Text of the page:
Hotels, Sustainability and Clean Towels

Sustainability in the hotel sector used to mean little more than asking guests to reuse their towels – something that was in many cases just an attempt to cut down on laundry bills.

Thankfully, things have moved on and while visible sustainability measures, such as dispensing with single use shampoo miniatures, are important initiatives, so are those that are less obvious, like the reuse of food waste, community engagement, the diversity of the management team and the building design itself.

Hotels used by business travellers typically face bigger sustainability challenges than those in the leisure sector. Sri Lanka’s Jetwing brand, for example, boasts biofuel plants firing some of its kitchens and several properties have their own rice paddies to supply them – not something the average city centre tower block can offer.

Nevertheless, major brands realise the spotlight is on them and that they need to be seen to be doing something.

Among them is Marriott, whose 2025 Sustainability & Social Impact Goals pledge is impressive in its ambitions, with targets including a 50% reduction in food waste, 30% renewable electricity use and 95% responsible sourcing of its main purchases such as linen, seafood and animal products.

Marriott’s initial aims are a 15% water use reduction and 30% carbon reduction by 2025 compared with 2016, the year before it set targets. In 2020 it was on track with its carbon target, having reduced by 8.58% since 2016, but behind schedule on water use, with only a 0.15% reduction.

Nevertheless, just over a third of Marriott properties now have a recognised sustainability certificate awarded to them and the brand is still forecasting 100% compliance with its Sustainability & Social Impact Goals by 2025.

Arguably, many hotels have already taken the easy initiatives, but it is the bigger projects that will really make a difference. Removing single use guest items is one thing, but replacing insulation is another. While new build hotels are now much more carbon-conscious in their design, there is clearly an issue with older properties in relation to energy consumption in particular, as IHG acknowledges.

IHG has pledged a 15% carbon reduction in “direct operations” by 2030. Its 2021 white paper, Transforming Existing Hotels to Net Zero Carbon, in conjunction with consultants Arup, stressed the need for work to be undertaken across current room stock.

“It is clear that there needs to be a paradigm shift in the way we operate hotels to reduce our reliance on fossil fuels,” it said, adding 80% of all current buildings will still be in use in 2050, the UK’s net zero carbon target date.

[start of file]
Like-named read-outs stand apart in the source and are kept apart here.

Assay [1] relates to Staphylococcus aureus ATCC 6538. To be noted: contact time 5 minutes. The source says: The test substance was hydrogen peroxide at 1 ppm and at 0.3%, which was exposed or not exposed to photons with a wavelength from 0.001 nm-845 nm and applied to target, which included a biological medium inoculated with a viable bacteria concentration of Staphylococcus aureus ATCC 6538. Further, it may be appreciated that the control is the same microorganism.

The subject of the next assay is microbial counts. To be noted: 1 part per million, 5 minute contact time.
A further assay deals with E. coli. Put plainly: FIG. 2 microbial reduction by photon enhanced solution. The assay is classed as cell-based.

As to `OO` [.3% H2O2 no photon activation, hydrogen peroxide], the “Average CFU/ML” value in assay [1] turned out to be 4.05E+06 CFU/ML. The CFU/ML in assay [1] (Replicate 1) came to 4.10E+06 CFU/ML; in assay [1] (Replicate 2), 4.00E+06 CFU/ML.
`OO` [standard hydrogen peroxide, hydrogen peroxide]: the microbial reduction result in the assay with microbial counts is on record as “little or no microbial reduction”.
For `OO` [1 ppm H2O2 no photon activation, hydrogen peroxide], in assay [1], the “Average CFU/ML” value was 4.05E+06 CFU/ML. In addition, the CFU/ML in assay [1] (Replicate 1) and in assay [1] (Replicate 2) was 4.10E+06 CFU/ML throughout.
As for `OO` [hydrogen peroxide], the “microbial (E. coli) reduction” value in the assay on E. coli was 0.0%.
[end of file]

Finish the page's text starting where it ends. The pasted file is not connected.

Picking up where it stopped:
“Many 2050 hotels have already been built. So, focusing on net zero carbon new buildings will not be enough to get us where we need to be for a sustainable future. We need to rapidly improve the performance of existing hotels,” it said.

Arup detailed work on a typical UK business hotel built in the 1960s, aiming to make it carbon neutral by 2050. It found the pool area consumed a quarter of all energy, while catering and hot water each accounted for 20%.

Reglazing the pool and improving insulation of guest rooms would cut energy use by more than 9%, while replacing boilers with a ground source heat pump could reduce energy consumption by 40%. Works meant the building could achieve net zero carbon, with payback “likely to be under five years”.

As the hotel industry expands its number of properties, retrofitting of existing properties will be needed to offset growth. Research by the Sustainable Hospitality Alliance found the industry needed to reduce emissions by 66% per room by 2030 and by 90% per room by 2050 to ensure the growth forecast for the sector does not correspondingly increase carbon emissions.

Meanwhile, buyers and corporate travellers can encourage these efforts by choosing properties that have credentials such as LEED (Leadership in Energy and Environmental Design) certification or similar and which are making obvious efforts to gain green credentials – not just saving on their laundry bills by urging guests to reuse towels and leaving the sheets unchanged.

To find out more about how Meon can help you meet your sustainability goals please contact us by email at [email protected] or by telephone at +44 (0)116 264 5270.

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